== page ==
Size is also dependent on it; the moment architecture is approached with the clear intent to build, then inevitably the size of your practice is affected, with an increase in number of employees. The reason is simple: unlike curatorial projects where you wear a variety of hats, construction budgets allow you to hire specialized personnel. If well capitalized, then it is really up to the office ambition to decide the threshold to reach. Some might decide to stay small in order to keep quality under control. Others, like Marc Koehler and their Superlofts, aim to grow such replicable modules ideally in any part of the globe. It is all written in a firm’s DNA, only occasionally decided by a competition.
I keep going back to the architectural competition because it is misconceived as a model with no alternatives.
FDI: …quoting Bruce Mau, ‘Don’t enter design competitions. Just don’t. It’s not good for you’.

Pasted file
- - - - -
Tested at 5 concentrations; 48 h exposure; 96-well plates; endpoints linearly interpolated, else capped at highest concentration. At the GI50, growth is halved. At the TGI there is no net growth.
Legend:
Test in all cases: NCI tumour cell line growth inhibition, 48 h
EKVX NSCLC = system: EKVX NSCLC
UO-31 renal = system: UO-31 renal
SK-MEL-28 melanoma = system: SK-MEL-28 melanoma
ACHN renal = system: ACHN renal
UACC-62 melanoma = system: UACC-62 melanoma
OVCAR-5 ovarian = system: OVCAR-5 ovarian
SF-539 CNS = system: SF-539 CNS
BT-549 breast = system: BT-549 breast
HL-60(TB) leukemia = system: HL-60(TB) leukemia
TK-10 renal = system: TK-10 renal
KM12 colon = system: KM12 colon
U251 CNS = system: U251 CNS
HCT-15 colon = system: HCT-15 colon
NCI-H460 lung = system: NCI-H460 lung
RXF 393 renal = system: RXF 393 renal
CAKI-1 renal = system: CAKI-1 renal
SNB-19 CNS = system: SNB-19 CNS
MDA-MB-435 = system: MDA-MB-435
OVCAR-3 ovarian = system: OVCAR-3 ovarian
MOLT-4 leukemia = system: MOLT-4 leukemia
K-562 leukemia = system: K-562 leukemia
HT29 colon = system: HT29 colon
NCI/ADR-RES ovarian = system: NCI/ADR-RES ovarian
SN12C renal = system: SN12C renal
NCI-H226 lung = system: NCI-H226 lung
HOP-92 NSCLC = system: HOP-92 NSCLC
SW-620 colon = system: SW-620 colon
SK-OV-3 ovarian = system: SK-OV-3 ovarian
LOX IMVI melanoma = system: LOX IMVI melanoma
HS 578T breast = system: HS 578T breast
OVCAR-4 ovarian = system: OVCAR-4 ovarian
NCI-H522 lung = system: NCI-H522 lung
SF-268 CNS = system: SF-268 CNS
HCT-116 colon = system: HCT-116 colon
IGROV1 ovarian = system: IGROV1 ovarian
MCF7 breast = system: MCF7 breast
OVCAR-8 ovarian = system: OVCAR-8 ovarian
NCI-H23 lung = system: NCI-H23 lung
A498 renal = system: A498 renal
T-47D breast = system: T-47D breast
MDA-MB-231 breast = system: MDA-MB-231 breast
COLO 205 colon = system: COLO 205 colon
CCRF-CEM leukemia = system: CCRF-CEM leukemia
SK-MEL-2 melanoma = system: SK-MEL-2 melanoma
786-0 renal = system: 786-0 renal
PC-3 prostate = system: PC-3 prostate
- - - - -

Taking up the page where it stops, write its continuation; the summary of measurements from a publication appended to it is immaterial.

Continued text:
GV: Or simply, just enter other competitions. With Itinerant Office we recently won a cultural call proposing an architectural project. No other architect participated because that was not sectorially defined.
FDI: Out of curiosity, did you find any unorthodox business model?
GV: Really innovative ones are sometimes hardly scalable, that’s why in the case of business models we decided to highlight the variety of readily available options. Take the genesis of PiM.studio Architects: after working for Kengo Kuma for 10 years and winning the V&A competition in Dundee, the founders established an independent practice taking care of the project construction. Aware of Kengo Kuma’s reliance on external companies in the UK, they seized the opportunity of becoming one.
In spite of opening a firm right after graduation, this model works the other way around: they built trust over time, and capitalized it with access to a long-term, high-profile project with a budget inconceivable for most.
Architectural spin-offs, mediators between designers and clients. Maybe we found another organizational structure.